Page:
This article first appeared in the St. Louis Beacon, July 21, 2011 - When Gov. Jay Nixon outlined his priorities for the upcoming special session of the Missouri legislature Thursday, they included a long list of economic development proposals but not an issue that St. Louis officials had been looking for: local control of the city's police department.

This article first appeared in the St. Louis Beacon, July 21, 2011 - State Sen. Jason Crowell, R-Cape Girardeau, was arguably the chief reason an economic development bill -- including tax credits for the proposed China cargo hub effort -- died during the last legislative session.

And from what he's heard so far, Crowell isn't enamored of the "alleged deal'' announced earlier this week by state House and Senate Republican leaders.

This article first appeared in the St. Louis Beacon, July 8, 2011 - While not yet promising a special session on jobs, Missouri Gov. Jay Nixon has announced that he "will invite legislative leaders to meet with top members of his economic development team and senior staff next week to finalize a strategy for developing and passing legislation to create jobs, to make Missouri more competitive, and to ensure a positive return on investment for taxpayers."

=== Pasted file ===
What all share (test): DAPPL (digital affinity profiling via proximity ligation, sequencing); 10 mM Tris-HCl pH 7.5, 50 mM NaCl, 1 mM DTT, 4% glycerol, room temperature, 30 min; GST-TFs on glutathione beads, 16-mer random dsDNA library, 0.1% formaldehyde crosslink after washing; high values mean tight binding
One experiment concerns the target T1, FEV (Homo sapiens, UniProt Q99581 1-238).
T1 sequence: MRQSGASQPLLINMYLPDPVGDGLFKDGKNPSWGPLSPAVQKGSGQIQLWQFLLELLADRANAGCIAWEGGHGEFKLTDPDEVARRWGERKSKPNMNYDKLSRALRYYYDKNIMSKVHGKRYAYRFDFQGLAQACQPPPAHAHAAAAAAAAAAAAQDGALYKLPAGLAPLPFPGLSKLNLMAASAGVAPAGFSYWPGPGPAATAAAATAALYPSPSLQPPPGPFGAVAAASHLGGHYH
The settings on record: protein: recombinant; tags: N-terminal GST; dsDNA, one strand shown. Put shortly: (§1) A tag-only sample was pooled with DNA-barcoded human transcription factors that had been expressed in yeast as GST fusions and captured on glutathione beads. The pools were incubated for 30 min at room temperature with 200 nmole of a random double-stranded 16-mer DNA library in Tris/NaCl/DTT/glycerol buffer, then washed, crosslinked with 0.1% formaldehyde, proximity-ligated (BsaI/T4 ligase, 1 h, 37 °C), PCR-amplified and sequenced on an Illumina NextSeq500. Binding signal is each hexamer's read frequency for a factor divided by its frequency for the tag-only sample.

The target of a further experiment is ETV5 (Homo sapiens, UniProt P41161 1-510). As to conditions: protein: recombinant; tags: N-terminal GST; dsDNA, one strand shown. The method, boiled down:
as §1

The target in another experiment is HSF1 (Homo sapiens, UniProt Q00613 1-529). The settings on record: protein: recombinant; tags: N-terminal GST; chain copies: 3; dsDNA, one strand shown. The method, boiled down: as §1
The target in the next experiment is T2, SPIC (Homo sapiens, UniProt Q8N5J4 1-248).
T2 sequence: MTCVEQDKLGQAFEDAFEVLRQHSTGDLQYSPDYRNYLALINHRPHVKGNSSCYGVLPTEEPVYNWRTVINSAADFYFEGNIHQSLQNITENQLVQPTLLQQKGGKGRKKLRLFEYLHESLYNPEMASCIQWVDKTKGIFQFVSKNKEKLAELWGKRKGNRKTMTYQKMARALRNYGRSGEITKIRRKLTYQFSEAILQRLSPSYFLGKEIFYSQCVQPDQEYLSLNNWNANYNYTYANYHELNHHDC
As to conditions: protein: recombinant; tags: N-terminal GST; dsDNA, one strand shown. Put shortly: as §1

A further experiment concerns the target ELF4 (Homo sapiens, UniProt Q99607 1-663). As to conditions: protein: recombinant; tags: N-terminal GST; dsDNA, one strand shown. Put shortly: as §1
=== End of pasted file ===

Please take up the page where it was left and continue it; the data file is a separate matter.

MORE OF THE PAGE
This article first appeared in the St. Louis Beacon, June 14, 2011 - If St. Louis area business and government leaders needed any more reasons to embrace the gospel of regional cooperation to boost economic development, they got a powerful sermon on Tuesday: Other regions already are way out front.

This article first appeared in the St. Louis Beacon, Sept. 14, 2009 - Gov. Jay Nixon's office confirmed this afternoon what had been circulating for days in news outlets and the internet: Missouri Economic Development Director Linda Martinez is out.

And for the moment, the job's responsibilities will fall to Deputy Director Katie Steele Danner -- who, unlike Martinez, has a long Democratic resume. 

This article first appeared in the St. Louis Beacon, May 15, 2009 - The Missouri Legislature ended its 2009 session much as it began almost five months ago, with Gov. Jay Nixon's economic development bill taking center stage -- and his quest to expand health care for the poor fading into the shadows.

During Friday's final frenzy of votes, the state Senate and House each OKed the massive economic development bill, ending a multi-month Senate stalemate that had revolved around the rising use of state historic tax credits to bolster redevelopment in St. Louis and other older urban areas.

This article first appeared in the St. Louis Beacon, April 20, 2009 - Republicans in the Missouri General Assembly saw themselves as a bulwark against Gov. Jay Nixon when the session began. But with roughly a month to go before lawmakers adjourn for the year, Republicans seem to be turning their aim away from the Democratic governor and instead targeting each other.